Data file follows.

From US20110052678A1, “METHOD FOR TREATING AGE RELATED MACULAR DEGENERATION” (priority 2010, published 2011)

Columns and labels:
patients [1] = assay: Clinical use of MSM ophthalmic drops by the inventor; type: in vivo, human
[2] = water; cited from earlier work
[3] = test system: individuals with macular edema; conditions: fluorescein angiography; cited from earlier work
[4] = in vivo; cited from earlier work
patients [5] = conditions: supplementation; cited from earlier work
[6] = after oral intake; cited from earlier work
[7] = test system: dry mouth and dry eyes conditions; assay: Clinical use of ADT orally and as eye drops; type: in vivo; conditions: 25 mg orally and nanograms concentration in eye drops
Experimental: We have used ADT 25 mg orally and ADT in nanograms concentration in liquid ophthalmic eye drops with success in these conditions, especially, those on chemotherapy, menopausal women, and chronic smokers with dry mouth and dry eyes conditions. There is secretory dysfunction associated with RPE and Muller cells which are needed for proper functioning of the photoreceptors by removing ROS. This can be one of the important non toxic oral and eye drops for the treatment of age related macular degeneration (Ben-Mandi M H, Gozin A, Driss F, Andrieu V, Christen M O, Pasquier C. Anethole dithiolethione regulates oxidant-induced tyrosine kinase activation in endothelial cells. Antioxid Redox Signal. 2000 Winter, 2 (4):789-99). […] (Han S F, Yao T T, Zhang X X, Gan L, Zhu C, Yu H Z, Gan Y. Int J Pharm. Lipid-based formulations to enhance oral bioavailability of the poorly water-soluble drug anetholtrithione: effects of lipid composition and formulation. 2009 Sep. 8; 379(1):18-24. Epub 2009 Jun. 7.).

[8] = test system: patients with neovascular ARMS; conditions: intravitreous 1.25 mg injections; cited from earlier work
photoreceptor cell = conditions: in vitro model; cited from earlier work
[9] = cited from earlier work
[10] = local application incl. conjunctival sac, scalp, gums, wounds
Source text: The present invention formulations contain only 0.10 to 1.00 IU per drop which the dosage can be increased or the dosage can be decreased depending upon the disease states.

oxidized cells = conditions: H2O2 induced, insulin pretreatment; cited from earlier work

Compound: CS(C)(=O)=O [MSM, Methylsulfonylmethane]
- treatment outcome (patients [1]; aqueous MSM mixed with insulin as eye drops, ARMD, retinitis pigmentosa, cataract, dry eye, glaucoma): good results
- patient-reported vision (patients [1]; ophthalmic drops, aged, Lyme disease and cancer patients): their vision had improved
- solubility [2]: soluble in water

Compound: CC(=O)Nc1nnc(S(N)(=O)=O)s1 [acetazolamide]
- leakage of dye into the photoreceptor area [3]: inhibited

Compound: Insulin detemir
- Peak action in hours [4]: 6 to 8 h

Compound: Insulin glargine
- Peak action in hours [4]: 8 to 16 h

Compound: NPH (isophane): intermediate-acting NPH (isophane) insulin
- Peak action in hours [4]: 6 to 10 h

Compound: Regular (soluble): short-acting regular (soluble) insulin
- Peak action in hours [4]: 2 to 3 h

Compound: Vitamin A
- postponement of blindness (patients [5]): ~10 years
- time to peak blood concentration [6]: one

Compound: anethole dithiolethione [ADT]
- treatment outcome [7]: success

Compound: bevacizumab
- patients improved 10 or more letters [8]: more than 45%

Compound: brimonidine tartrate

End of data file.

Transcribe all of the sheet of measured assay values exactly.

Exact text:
From US20110052678A1, “METHOD FOR TREATING AGE RELATED MACULAR DEGENERATION” (priority 2010, published 2011)

Columns and labels:
patients [1] = assay: Clinical use of MSM ophthalmic drops by the inventor; type: in vivo, human
[2] = water; cited from earlier work
[3] = test system: individuals with macular edema; conditions: fluorescein angiography; cited from earlier work
[4] = in vivo; cited from earlier work
patients [5] = conditions: supplementation; cited from earlier work
[6] = after oral intake; cited from earlier work
[7] = test system: dry mouth and dry eyes conditions; assay: Clinical use of ADT orally and as eye drops; type: in vivo; conditions: 25 mg orally and nanograms concentration in eye drops
Experimental: We have used ADT 25 mg orally and ADT in nanograms concentration in liquid ophthalmic eye drops with success in these conditions, especially, those on chemotherapy, menopausal women, and chronic smokers with dry mouth and dry eyes conditions. There is secretory dysfunction associated with RPE and Muller cells which are needed for proper functioning of the photoreceptors by removing ROS. This can be one of the important non toxic oral and eye drops for the treatment of age related macular degeneration (Ben-Mandi M H, Gozin A, Driss F, Andrieu V, Christen M O, Pasquier C. Anethole dithiolethione regulates oxidant-induced tyrosine kinase activation in endothelial cells. Antioxid Redox Signal. 2000 Winter, 2 (4):789-99). […] (Han S F, Yao T T, Zhang X X, Gan L, Zhu C, Yu H Z, Gan Y. Int J Pharm. Lipid-based formulations to enhance oral bioavailability of the poorly water-soluble drug anetholtrithione: effects of lipid composition and formulation. 2009 Sep. 8; 379(1):18-24. Epub 2009 Jun. 7.).

[8] = test system: patients with neovascular ARMS; conditions: intravitreous 1.25 mg injections; cited from earlier work
photoreceptor cell = conditions: in vitro model; cited from earlier work
[9] = cited from earlier work
[10] = local application incl. conjunctival sac, scalp, gums, wounds
Source text: The present invention formulations contain only 0.10 to 1.00 IU per drop which the dosage can be increased or the dosage can be decreased depending upon the disease states.

oxidized cells = conditions: H2O2 induced, insulin pretreatment; cited from earlier work

Compound: CS(C)(=O)=O [MSM, Methylsulfonylmethane]
- treatment outcome (patients [1]; aqueous MSM mixed with insulin as eye drops, ARMD, retinitis pigmentosa, cataract, dry eye, glaucoma): good results
- patient-reported vision (patients [1]; ophthalmic drops, aged, Lyme disease and cancer patients): their vision had improved
- solubility [2]: soluble in water

Compound: CC(=O)Nc1nnc(S(N)(=O)=O)s1 [acetazolamide]
- leakage of dye into the photoreceptor area [3]: inhibited

Compound: Insulin detemir
- Peak action in hours [4]: 6 to 8 h

Compound: Insulin glargine
- Peak action in hours [4]: 8 to 16 h

Compound: NPH (isophane): intermediate-acting NPH (isophane) insulin
- Peak action in hours [4]: 6 to 10 h

Compound: Regular (soluble): short-acting regular (soluble) insulin
- Peak action in hours [4]: 2 to 3 h

Compound: Vitamin A
- postponement of blindness (patients [5]): ~10 years
- time to peak blood concentration [6]: one

Compound: anethole dithiolethione [ADT]
- treatment outcome [7]: success

Compound: bevacizumab
- patients improved 10 or more letters [8]: more than 45%

Compound: brimonidine tartrate